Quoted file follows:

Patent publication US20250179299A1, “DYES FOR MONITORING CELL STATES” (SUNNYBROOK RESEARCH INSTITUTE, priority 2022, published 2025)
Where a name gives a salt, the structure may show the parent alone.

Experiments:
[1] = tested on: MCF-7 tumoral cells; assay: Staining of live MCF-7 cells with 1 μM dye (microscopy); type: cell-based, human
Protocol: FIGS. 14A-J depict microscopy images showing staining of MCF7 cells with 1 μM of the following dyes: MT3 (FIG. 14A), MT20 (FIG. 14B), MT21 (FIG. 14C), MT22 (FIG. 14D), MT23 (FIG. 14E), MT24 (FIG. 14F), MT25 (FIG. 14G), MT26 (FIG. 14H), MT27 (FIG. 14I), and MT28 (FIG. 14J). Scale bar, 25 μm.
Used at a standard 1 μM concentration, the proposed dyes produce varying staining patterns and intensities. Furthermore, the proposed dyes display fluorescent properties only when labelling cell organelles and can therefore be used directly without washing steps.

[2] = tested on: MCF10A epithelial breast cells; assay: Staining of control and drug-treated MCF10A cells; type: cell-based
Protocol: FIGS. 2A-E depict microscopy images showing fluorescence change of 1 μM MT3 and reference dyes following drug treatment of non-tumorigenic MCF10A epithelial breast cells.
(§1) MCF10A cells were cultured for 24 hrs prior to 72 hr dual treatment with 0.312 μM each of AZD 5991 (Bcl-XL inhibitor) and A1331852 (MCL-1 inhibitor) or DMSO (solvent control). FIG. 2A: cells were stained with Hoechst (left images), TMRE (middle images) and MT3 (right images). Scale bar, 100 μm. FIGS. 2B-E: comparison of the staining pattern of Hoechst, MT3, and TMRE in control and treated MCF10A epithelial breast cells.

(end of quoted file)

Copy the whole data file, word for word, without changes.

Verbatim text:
Patent publication US20250179299A1, “DYES FOR MONITORING CELL STATES” (SUNNYBROOK RESEARCH INSTITUTE, priority 2022, published 2025)
Where a name gives a salt, the structure may show the parent alone.

Experiments:
[1] = tested on: MCF-7 tumoral cells; assay: Staining of live MCF-7 cells with 1 μM dye (microscopy); type: cell-based, human
Protocol: FIGS. 14A-J depict microscopy images showing staining of MCF7 cells with 1 μM of the following dyes: MT3 (FIG. 14A), MT20 (FIG. 14B), MT21 (FIG. 14C), MT22 (FIG. 14D), MT23 (FIG. 14E), MT24 (FIG. 14F), MT25 (FIG. 14G), MT26 (FIG. 14H), MT27 (FIG. 14I), and MT28 (FIG. 14J). Scale bar, 25 μm.
Used at a standard 1 μM concentration, the proposed dyes produce varying staining patterns and intensities. Furthermore, the proposed dyes display fluorescent properties only when labelling cell organelles and can therefore be used directly without washing steps.

[2] = tested on: MCF10A epithelial breast cells; assay: Staining of control and drug-treated MCF10A cells; type: cell-based
Protocol: FIGS. 2A-E depict microscopy images showing fluorescence change of 1 μM MT3 and reference dyes following drug treatment of non-tumorigenic MCF10A epithelial breast cells.
(§1) MCF10A cells were cultured for 24 hrs prior to 72 hr dual treatment with 0.312 μM each of AZD 5991 (Bcl-XL inhibitor) and A1331852 (MCL-1 inhibitor) or DMSO (solvent control). FIG. 2A: cells were stained with Hoechst (left images), TMRE (middle images) and MT3 (right images). Scale bar, 100 μm. FIGS. 2B-E: comparison of the staining pattern of Hoechst, MT3, and TMRE in control and treated MCF10A epithelial breast cells.